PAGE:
I happen to know the governors of Borno and Yobe very well. The governor of Borno, Kashim Shettima is one of the smartest governors we have in this country and it’s been so sad that Boko Haram has diminished the impact of the work he is doing in Borno State. People know what the governor is made up.
What is the implication of the insecurity for 2015 polls?
I think there is a fifth columnist in this government that is desirous of this crime being perpetrated becaus of politics in 2015; or it helps to put the President in the bad light. It could be either way.
Those who are out to get the President and destroy him and those who seek to protect him and protect his agenda of return. Maybe, their thinking is that, if we keep the north perpetually busy with these crises, election may not take place there in 2015 and that we can annex the area. That is likely where our own will come from. I’m throwing this out as my reflection rather than certainty. But we are not the only country afflicted by this kind of challenge but it refuses to go because of little attention we pay to intelligence. Up till now, the police intelligence unit is virtually zero, military intelligence is not as impressive as one expect. We are just left with the State Security Service (SSS). That seems to have a bit of the arm of it. And that leaves us with enormous challenges. Almost coming to the reality of national intelligence report as we go near 2015. Maybe there is something the American saw which we didn’t see that Nigeria may disintegrate by 2014. But,we don’t need to resign ourselves to fate. We need to make a clarion call to Mr. President and all of us in the leadership position to begin to respond to issues. This is one of the issues discussed at NGF that we should make resources available to the afflicted states. In our view, you cannot have about 10 million children there outside and not see correlation between helplessness and hopelessness of these young people. There is correlation somewhere, poverty and violence are related and we must do certain things to separate them. We can take specific steps.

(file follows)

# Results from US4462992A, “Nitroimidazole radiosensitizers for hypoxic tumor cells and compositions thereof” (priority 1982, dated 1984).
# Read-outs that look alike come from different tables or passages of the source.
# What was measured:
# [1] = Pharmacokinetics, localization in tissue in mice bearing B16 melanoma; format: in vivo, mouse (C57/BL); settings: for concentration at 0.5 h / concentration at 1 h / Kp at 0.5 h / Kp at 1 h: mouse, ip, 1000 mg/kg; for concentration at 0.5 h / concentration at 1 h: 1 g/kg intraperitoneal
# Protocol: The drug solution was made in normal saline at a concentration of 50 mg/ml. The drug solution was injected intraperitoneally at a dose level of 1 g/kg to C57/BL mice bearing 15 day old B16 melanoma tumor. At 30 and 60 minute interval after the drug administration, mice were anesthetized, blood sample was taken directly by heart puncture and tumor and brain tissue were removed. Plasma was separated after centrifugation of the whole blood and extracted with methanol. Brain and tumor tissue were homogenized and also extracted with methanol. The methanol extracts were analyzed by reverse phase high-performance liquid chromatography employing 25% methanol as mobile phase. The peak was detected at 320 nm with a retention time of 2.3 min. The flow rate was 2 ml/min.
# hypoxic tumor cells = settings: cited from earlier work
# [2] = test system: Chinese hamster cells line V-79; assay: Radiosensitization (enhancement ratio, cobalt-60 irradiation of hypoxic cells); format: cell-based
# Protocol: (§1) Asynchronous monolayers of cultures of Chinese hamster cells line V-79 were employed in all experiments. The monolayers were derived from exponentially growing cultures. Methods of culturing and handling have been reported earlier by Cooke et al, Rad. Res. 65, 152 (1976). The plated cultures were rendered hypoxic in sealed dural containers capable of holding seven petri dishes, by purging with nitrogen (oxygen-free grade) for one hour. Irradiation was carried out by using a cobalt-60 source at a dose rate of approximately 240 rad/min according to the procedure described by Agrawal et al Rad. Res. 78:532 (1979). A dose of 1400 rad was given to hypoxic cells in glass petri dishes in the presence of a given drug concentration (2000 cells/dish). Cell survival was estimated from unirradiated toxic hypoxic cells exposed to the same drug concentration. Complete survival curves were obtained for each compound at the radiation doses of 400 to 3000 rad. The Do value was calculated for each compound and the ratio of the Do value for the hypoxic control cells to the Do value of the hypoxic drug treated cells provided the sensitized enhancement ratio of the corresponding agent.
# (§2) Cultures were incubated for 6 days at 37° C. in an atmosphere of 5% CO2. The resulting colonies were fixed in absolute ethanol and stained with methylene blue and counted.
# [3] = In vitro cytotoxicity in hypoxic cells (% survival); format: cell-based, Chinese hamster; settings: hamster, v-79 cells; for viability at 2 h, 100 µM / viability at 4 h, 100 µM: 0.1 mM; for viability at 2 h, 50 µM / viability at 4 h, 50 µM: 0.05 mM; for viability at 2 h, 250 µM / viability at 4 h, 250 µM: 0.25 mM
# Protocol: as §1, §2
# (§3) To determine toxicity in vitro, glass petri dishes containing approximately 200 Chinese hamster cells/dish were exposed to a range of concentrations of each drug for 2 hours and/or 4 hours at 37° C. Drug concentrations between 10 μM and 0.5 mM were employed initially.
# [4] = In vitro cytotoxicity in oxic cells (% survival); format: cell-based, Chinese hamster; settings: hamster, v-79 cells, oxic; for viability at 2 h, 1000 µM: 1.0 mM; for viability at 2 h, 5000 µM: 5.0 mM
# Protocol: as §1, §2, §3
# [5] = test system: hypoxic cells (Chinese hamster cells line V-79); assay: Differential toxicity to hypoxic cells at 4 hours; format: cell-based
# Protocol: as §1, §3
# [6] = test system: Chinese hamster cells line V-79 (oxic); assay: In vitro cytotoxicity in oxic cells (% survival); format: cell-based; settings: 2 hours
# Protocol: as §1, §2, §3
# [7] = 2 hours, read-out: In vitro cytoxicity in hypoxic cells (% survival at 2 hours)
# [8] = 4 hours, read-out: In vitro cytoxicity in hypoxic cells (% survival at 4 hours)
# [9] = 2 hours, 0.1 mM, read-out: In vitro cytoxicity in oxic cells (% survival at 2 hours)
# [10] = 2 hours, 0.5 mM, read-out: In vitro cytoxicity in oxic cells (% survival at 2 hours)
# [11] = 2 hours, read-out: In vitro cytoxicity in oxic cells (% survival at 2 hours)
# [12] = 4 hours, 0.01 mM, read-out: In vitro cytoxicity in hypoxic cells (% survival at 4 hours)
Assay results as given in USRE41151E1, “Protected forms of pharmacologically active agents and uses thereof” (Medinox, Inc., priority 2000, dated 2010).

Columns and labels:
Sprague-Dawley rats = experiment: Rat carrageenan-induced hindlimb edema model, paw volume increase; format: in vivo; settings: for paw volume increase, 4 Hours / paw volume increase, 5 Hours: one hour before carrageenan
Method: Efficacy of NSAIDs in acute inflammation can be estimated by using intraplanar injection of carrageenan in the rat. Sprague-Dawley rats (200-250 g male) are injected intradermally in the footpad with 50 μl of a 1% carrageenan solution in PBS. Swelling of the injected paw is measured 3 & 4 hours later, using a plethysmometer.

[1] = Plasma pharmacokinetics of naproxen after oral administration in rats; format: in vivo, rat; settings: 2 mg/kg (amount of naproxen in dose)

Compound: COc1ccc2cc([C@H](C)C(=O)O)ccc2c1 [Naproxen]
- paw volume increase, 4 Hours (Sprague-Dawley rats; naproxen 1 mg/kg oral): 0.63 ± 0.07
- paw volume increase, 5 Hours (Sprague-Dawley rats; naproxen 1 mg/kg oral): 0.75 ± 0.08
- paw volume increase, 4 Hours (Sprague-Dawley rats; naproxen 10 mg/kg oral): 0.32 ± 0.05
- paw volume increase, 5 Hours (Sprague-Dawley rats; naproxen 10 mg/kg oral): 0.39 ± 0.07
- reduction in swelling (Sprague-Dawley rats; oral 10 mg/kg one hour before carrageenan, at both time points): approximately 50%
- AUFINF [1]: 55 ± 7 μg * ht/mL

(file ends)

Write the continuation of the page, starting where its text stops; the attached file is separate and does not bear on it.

Right now, the bulk of what is happening under the state of emergency is being paid for by those states where the rule is in place. So, you can see what is happening that if Borno State gets a monthly allocation of say N5 billion every month and it devotes N2.5billion to keep the Joint Task Force in place. That is zero-sum in economics.
This article was first published in The Nation
Last modified: July 17, 2013